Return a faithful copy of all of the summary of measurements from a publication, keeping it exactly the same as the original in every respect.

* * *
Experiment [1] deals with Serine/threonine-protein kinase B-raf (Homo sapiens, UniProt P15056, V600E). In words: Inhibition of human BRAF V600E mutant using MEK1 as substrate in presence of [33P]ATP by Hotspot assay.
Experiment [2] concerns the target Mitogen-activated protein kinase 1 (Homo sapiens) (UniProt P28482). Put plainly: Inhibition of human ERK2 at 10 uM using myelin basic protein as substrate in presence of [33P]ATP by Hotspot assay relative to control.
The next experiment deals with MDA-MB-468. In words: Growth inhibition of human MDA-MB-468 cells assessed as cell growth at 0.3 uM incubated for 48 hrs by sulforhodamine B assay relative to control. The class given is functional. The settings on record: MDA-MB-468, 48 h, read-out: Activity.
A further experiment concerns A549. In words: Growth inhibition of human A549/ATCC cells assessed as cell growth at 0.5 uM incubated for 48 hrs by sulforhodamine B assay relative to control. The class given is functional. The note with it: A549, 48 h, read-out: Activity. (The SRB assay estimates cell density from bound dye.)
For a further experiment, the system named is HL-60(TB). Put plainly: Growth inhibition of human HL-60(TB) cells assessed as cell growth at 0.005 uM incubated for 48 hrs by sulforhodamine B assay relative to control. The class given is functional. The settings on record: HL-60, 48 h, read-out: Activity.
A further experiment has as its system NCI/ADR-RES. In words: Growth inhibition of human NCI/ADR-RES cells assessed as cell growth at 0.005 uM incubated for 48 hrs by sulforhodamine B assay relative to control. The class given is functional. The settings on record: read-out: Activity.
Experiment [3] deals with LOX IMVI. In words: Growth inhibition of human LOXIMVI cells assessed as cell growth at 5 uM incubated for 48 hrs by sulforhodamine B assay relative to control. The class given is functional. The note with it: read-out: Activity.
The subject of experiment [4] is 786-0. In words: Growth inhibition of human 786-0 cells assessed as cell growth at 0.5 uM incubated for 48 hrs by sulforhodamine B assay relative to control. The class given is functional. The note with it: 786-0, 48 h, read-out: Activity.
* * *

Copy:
Experiment [1] deals with Serine/threonine-protein kinase B-raf (Homo sapiens, UniProt P15056, V600E). In words: Inhibition of human BRAF V600E mutant using MEK1 as substrate in presence of [33P]ATP by Hotspot assay.
Experiment [2] concerns the target Mitogen-activated protein kinase 1 (Homo sapiens) (UniProt P28482). Put plainly: Inhibition of human ERK2 at 10 uM using myelin basic protein as substrate in presence of [33P]ATP by Hotspot assay relative to control.
The next experiment deals with MDA-MB-468. In words: Growth inhibition of human MDA-MB-468 cells assessed as cell growth at 0.3 uM incubated for 48 hrs by sulforhodamine B assay relative to control. The class given is functional. The settings on record: MDA-MB-468, 48 h, read-out: Activity.
A further experiment concerns A549. In words: Growth inhibition of human A549/ATCC cells assessed as cell growth at 0.5 uM incubated for 48 hrs by sulforhodamine B assay relative to control. The class given is functional. The note with it: A549, 48 h, read-out: Activity. (The SRB assay estimates cell density from bound dye.)
For a further experiment, the system named is HL-60(TB). Put plainly: Growth inhibition of human HL-60(TB) cells assessed as cell growth at 0.005 uM incubated for 48 hrs by sulforhodamine B assay relative to control. The class given is functional. The settings on record: HL-60, 48 h, read-out: Activity.
A further experiment has as its system NCI/ADR-RES. In words: Growth inhibition of human NCI/ADR-RES cells assessed as cell growth at 0.005 uM incubated for 48 hrs by sulforhodamine B assay relative to control. The class given is functional. The settings on record: read-out: Activity.
Experiment [3] deals with LOX IMVI. In words: Growth inhibition of human LOXIMVI cells assessed as cell growth at 5 uM incubated for 48 hrs by sulforhodamine B assay relative to control. The class given is functional. The note with it: read-out: Activity.
The subject of experiment [4] is 786-0. In words: Growth inhibition of human 786-0 cells assessed as cell growth at 0.5 uM incubated for 48 hrs by sulforhodamine B assay relative to control. The class given is functional. The note with it: 786-0, 48 h, read-out: Activity.